Afghanistan’s Grand Canyon reopens to tourists after Taliban claim power

Tourists return to the azure waters of Band-e Amir, Afghanistan
Tourists return to the azure waters of Band-e Amir, Afghanistan Copyright AFP
Copyright AFP
By Ben Anthony Horton with AFP
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Seven weeks after the Taliban seized power, tourism is returning to the so-called Grand Canyon of Afghanistan.


After the Taliban seized control of Afghanistan in August, tourism was the last thing on many Afghans minds.

But the stunning azure waters of the Band-e Amir lakes - the so-called Grand Canyon of Afghanistan - are once again attracting visitors.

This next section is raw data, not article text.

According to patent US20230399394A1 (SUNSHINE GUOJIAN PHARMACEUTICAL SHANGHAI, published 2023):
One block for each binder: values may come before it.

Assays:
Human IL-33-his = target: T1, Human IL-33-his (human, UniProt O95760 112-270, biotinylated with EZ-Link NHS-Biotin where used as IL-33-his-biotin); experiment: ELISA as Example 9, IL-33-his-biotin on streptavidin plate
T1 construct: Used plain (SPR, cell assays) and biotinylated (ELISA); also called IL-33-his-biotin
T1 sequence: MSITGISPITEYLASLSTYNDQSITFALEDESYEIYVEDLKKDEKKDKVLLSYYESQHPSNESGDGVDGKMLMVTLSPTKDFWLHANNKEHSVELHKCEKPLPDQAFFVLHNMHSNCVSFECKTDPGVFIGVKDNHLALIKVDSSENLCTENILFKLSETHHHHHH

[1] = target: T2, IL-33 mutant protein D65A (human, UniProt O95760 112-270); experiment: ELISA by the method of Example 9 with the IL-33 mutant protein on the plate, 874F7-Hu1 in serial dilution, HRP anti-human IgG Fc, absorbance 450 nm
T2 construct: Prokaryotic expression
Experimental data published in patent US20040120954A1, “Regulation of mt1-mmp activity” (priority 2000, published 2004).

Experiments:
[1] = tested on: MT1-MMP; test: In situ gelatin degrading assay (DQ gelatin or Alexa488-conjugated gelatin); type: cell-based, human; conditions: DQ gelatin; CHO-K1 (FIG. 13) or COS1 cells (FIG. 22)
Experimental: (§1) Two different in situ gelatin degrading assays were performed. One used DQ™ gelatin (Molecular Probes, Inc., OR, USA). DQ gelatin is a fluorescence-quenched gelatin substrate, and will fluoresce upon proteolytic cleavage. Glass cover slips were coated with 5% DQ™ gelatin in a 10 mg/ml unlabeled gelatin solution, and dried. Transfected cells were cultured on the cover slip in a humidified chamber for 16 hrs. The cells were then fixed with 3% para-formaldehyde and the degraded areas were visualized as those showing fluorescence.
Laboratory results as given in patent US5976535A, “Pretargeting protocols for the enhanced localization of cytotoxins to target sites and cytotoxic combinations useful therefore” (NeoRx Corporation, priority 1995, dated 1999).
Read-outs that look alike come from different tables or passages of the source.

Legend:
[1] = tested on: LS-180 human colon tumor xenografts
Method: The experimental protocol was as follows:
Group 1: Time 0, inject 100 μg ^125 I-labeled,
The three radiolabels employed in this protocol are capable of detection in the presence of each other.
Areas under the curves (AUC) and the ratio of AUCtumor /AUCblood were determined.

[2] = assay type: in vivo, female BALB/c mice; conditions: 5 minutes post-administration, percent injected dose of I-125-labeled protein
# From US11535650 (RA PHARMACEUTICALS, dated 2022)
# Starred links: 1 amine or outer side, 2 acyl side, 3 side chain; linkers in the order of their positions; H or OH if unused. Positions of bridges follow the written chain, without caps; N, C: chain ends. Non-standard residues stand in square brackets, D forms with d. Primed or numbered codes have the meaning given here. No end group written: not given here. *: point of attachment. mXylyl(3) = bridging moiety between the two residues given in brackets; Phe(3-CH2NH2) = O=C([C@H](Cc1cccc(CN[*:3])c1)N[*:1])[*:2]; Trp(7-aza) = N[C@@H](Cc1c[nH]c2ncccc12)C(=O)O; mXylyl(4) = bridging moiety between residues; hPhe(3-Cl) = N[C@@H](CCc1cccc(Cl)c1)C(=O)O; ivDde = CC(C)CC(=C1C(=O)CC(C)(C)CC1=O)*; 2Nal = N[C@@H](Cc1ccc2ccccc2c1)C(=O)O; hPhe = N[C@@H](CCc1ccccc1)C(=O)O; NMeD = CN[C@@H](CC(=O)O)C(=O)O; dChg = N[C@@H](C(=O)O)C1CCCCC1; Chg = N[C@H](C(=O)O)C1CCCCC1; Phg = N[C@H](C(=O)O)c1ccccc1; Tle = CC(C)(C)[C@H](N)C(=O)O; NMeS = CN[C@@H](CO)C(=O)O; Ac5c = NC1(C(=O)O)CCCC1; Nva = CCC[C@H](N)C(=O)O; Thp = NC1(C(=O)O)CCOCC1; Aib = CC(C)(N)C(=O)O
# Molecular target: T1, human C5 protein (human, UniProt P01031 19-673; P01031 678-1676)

The six lakes are at the heart of the Hindu Kush mountain range. According to legend, they were a miracle creation of Ali, the son-in-law and cousin of the Prophet Mohammed.

Their striking colour is down to the surrounding limestone cliffs, which are rich in mineral content.

Tourists rent paddle boats in the shape of swans imported from Iran, paying the equivalent of €7 an hour.

Taliban guards brandishing rocket launchers have also taken trips out on the water.

"We have come from Kabul for the first time," says 23-year-old teacher Asal Walizada.

"The route was safe and we had no problem. It's beautiful here," she adds.

Visiting with friends, 17-year-old Hadi cries out with joy as he plunges into the brisk water.

"I've lived here for four years and each day when the water is warm enough I swim in the lake," he smiles.

Bamiyan was once one of the safest regions in Afghanistan. With the return of tourists, locals are hopeful that stability in the area will follow close behind.

Watch the video above to find out more.

Video editor • Ben Anthony Horton

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